Thursday, July 2, 2009

Star Trek--"For the World is Hollow and I Have Touched the Sky"

For all the notions TOS centered too much on Kirk, Sock, and McCoy, the latter was rarely the focus of episodes himself. Even when he was, he was often presented in a bad light. I am thinking specifically of him playing the lovesick fool to the point kirk was nearly killed by the salt vampire in “The Man Trap” and nearly destroying the future in adelirium after accidentally injecting himself with drugs in ’City on the Edge of Forever.” it is a shame, too, considering what a great character it was for DeForest Kelly to play with. Aside from the occasional bright spots, McCoy never got to shine until the move series.

This episode is one of those few bright spots. McCoy is most conspicuous here because the episode itself is just average beyond his character’s facing his mortality after contracting a rare, incorable disease, but soldiering on in his job. The situation playswell into the plot, as the Enterprise encounters an ancient civilization traveling in a generational ship. McCoy, after having been callously refused the right to stay on as ship’s surgeon by Kirk, offers himself as a permanent prisoner there in order for kirk and Spock to be freed. At least McCoy’s final year of life will have meaning.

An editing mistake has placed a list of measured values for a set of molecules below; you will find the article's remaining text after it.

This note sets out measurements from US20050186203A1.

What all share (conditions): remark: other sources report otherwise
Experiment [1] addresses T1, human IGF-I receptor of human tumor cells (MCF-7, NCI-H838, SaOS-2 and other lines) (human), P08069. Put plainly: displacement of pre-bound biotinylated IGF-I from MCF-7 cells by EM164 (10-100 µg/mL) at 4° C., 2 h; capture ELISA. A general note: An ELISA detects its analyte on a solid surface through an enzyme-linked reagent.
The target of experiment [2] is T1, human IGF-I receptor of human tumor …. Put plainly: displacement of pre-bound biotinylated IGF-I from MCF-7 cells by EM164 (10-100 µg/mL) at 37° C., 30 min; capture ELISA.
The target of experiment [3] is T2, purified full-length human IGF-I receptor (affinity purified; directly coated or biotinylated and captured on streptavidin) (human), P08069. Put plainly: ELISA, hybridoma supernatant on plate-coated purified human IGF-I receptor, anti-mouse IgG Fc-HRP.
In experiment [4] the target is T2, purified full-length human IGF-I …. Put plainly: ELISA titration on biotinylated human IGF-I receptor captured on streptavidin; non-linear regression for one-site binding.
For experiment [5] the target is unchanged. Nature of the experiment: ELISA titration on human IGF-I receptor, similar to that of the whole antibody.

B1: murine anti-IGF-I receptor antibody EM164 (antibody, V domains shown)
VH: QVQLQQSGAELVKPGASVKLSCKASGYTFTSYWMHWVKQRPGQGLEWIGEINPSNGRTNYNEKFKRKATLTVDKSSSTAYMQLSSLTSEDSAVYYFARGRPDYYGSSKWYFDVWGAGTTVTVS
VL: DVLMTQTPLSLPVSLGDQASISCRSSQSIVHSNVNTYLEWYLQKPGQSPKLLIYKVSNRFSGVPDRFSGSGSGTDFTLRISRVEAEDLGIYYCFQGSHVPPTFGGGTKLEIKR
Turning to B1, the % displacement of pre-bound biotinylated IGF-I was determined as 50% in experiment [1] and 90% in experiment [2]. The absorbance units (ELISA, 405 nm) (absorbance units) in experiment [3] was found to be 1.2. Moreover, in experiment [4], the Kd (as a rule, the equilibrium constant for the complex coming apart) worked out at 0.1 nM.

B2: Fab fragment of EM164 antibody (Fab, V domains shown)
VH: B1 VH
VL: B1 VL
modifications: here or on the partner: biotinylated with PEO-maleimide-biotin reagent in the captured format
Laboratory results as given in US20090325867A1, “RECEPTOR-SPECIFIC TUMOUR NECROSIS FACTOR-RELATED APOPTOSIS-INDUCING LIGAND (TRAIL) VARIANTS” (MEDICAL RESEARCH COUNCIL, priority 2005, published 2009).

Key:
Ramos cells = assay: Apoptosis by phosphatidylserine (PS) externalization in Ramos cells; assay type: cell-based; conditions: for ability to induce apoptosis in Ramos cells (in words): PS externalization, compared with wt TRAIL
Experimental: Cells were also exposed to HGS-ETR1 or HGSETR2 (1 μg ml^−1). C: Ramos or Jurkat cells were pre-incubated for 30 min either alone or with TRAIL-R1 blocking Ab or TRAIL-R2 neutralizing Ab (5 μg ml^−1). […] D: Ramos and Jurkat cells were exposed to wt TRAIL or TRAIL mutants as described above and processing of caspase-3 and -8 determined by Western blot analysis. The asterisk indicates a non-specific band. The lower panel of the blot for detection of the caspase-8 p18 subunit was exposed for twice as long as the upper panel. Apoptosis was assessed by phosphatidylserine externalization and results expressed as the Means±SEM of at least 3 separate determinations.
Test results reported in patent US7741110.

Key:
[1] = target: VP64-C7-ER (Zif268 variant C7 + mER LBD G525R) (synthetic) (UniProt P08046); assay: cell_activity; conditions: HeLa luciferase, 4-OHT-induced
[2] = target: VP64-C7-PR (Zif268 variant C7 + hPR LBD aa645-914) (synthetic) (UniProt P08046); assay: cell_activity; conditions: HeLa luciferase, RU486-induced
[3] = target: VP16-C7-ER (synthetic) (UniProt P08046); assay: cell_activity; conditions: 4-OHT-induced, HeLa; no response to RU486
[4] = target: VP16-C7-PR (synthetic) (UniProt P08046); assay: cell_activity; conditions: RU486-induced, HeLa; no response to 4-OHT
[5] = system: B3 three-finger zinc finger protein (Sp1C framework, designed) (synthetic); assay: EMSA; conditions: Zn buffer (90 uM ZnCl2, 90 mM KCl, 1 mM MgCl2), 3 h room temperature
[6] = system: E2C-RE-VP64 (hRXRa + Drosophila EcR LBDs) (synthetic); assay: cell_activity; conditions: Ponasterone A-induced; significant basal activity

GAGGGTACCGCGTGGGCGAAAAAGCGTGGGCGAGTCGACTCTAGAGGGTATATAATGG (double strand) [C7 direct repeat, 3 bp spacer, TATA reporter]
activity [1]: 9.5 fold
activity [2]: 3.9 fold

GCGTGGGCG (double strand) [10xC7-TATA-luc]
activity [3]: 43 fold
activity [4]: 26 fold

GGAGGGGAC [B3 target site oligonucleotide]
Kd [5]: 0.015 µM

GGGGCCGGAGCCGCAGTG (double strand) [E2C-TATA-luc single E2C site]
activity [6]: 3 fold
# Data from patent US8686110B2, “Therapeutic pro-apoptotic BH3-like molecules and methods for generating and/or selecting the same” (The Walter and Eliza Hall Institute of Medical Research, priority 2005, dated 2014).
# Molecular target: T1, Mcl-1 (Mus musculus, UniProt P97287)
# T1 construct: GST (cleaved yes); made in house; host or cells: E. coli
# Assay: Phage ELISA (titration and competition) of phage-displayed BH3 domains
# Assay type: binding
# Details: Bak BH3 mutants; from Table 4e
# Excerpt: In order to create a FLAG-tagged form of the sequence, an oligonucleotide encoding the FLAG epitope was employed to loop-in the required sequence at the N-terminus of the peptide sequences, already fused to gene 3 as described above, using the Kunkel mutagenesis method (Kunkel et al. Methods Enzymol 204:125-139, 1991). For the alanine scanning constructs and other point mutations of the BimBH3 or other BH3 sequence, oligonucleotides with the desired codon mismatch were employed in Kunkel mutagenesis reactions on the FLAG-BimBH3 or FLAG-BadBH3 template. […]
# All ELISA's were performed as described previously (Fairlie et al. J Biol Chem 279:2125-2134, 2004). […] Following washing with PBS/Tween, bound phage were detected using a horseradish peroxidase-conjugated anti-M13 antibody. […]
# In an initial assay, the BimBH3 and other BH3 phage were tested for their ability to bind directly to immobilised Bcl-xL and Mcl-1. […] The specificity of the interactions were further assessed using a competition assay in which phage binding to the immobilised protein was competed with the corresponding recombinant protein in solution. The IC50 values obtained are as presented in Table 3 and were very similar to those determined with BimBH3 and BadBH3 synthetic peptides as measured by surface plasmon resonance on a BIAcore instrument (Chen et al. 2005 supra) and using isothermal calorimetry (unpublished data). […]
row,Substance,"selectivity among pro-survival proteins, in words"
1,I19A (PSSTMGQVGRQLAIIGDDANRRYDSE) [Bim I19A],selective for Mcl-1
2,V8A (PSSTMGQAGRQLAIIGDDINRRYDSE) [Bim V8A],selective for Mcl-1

I have no idea why generational ships are such a fad in science fiction. The concept has never rung my bell. I would probably enjoy the episode more if it did. But the idea of people being on a ship s long they have forgotten their world is a ship is hard enough to believe without interlopers coming in and, after 10,000 years, are able to immediately correct the inhabitants on their misconception. I just cannot swallow it.

There were certain allegorical hints to the Israelites wandering through the wilderness for forty years before reaching the Promised Land with the Book of the People representing the Bible 9I assume), but neither particularly resonated with me, probably because of the cult aspects of the society. No surprise the book just happens to have cure for what ails McCoy. Very convenient.

Rating: *** (out of 5)

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